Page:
Brown: BCT members are united by their mission to serve the surrounding communities, from working with the local middle school tennis players to raising money for cancer research. Our team's community involvement has mainly focused around volunteering at youth tennis programs in Providence. We have helped out with an after-school middle school program that teaches "QuickStart tennis", an initiative that the USTA started to teach young players the fundamentals of tennis. We have also looked into other programs at local high schools, though this endeavor has been more difficult as there is no previously established volunteering program for tennis instruction at these schools. Additionally, our team has participated in Relay for Life, a fundraising event for the American Cancer Society. We are currently in the process of organizing a Relay for Life team once again this year, and we are looking forward to raising money for this great cause.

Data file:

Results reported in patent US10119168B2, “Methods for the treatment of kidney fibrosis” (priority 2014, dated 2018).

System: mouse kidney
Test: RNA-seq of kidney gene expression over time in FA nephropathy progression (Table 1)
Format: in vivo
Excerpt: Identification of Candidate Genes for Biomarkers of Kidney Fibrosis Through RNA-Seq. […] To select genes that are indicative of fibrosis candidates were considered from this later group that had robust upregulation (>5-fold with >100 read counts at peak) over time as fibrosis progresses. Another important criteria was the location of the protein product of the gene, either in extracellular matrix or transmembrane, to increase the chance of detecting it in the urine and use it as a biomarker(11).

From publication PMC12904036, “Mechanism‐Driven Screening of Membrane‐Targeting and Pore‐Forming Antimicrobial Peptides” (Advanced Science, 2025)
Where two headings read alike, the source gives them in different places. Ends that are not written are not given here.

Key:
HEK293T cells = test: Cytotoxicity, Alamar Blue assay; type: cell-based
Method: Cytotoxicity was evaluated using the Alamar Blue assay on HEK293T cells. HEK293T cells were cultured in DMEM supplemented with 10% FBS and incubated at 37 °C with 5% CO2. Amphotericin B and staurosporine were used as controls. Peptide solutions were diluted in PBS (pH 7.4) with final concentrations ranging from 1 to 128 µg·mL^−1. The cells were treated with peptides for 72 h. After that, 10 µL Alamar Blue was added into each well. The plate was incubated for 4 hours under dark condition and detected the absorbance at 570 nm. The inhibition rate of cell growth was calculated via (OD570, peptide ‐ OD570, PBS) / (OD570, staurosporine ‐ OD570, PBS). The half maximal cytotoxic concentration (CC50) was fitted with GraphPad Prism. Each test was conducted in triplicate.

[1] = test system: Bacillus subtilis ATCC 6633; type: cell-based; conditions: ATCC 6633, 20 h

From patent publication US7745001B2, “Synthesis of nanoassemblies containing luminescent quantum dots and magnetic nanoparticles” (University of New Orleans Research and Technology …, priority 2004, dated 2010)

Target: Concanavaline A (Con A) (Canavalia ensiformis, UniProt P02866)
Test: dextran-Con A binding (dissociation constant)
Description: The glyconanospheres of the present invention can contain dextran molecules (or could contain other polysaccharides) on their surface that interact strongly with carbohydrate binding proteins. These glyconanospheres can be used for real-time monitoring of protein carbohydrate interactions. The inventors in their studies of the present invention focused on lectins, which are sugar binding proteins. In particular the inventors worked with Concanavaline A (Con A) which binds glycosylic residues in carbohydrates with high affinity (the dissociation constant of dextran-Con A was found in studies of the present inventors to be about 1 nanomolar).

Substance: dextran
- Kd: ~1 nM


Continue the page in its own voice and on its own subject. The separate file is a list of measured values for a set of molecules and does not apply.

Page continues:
TOC: If your team won the National Campus Championship title, how would you celebrate? Would you take the trophy anywhere interesting?
Brown: If we won the National Campus Championship title we would celebrate by hosting a huge "Around The World" tournament, inviting team members, friends, parents, members of the Brown community, and our sponsors/donors. The trophy would obviously take center-stage at this gathering -- it's the best donation bowl we can think of! We would also try to leverage our success and try to enter the professional World Team Tennis League (who wouldn't pay good money to see the National Tennis On Campus Champions, plus we feel that the league could benefit from the addition of the Providence Passingshots).